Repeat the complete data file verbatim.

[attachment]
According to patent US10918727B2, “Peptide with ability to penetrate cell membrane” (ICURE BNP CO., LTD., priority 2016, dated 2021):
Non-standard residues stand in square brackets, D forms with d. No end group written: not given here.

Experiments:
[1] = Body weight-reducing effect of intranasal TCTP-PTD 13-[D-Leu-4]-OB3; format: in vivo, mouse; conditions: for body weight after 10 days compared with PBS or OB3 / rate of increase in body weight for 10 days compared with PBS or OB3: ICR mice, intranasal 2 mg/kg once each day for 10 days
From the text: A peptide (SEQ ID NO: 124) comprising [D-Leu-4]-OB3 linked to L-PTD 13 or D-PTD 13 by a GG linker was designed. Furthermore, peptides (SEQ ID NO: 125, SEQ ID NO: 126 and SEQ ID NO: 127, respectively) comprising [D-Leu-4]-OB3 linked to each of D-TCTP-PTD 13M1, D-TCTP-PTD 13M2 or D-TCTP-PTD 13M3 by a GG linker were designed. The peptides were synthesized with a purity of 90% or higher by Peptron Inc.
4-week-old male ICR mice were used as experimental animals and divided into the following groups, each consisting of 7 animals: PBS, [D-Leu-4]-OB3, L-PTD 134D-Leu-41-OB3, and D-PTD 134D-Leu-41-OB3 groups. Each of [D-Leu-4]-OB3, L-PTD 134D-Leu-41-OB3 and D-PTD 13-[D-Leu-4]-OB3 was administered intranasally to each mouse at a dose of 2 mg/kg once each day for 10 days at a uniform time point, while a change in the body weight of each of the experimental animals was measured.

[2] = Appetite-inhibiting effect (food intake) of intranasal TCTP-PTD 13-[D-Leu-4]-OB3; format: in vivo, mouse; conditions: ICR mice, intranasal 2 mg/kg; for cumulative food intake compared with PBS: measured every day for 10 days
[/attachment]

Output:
According to patent US10918727B2, “Peptide with ability to penetrate cell membrane” (ICURE BNP CO., LTD., priority 2016, dated 2021):
Non-standard residues stand in square brackets, D forms with d. No end group written: not given here.

Experiments:
[1] = Body weight-reducing effect of intranasal TCTP-PTD 13-[D-Leu-4]-OB3; format: in vivo, mouse; conditions: for body weight after 10 days compared with PBS or OB3 / rate of increase in body weight for 10 days compared with PBS or OB3: ICR mice, intranasal 2 mg/kg once each day for 10 days
From the text: A peptide (SEQ ID NO: 124) comprising [D-Leu-4]-OB3 linked to L-PTD 13 or D-PTD 13 by a GG linker was designed. Furthermore, peptides (SEQ ID NO: 125, SEQ ID NO: 126 and SEQ ID NO: 127, respectively) comprising [D-Leu-4]-OB3 linked to each of D-TCTP-PTD 13M1, D-TCTP-PTD 13M2 or D-TCTP-PTD 13M3 by a GG linker were designed. The peptides were synthesized with a purity of 90% or higher by Peptron Inc.
4-week-old male ICR mice were used as experimental animals and divided into the following groups, each consisting of 7 animals: PBS, [D-Leu-4]-OB3, L-PTD 134D-Leu-41-OB3, and D-PTD 134D-Leu-41-OB3 groups. Each of [D-Leu-4]-OB3, L-PTD 134D-Leu-41-OB3 and D-PTD 13-[D-Leu-4]-OB3 was administered intranasally to each mouse at a dose of 2 mg/kg once each day for 10 days at a uniform time point, while a change in the body weight of each of the experimental animals was measured.

[2] = Appetite-inhibiting effect (food intake) of intranasal TCTP-PTD 13-[D-Leu-4]-OB3; format: in vivo, mouse; conditions: ICR mice, intranasal 2 mg/kg; for cumulative food intake compared with PBS: measured every day for 10 days